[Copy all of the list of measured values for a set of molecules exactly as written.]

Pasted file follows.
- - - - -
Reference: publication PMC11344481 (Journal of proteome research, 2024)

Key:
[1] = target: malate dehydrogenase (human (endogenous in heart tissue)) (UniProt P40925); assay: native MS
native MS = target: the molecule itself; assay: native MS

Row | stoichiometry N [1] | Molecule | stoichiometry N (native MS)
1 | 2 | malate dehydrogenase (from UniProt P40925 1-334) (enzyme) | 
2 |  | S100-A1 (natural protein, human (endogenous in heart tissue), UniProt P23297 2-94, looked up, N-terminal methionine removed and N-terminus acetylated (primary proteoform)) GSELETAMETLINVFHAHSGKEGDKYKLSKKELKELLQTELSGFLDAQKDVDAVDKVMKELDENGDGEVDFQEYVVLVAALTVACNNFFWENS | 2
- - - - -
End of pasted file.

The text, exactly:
Reference: publication PMC11344481 (Journal of proteome research, 2024)

Key:
[1] = target: malate dehydrogenase (human (endogenous in heart tissue)) (UniProt P40925); assay: native MS
native MS = target: the molecule itself; assay: native MS

Row | stoichiometry N [1] | Molecule | stoichiometry N (native MS)
1 | 2 | malate dehydrogenase (from UniProt P40925 1-334) (enzyme) | 
2 |  | S100-A1 (natural protein, human (endogenous in heart tissue), UniProt P23297 2-94, looked up, N-terminal methionine removed and N-terminus acetylated (primary proteoform)) GSELETAMETLINVFHAHSGKEGDKYKLSKKELKELLQTELSGFLDAQKDVDAVDKVMKELDENGDGEVDFQEYVVLVAALTVACNNFFWENS | 2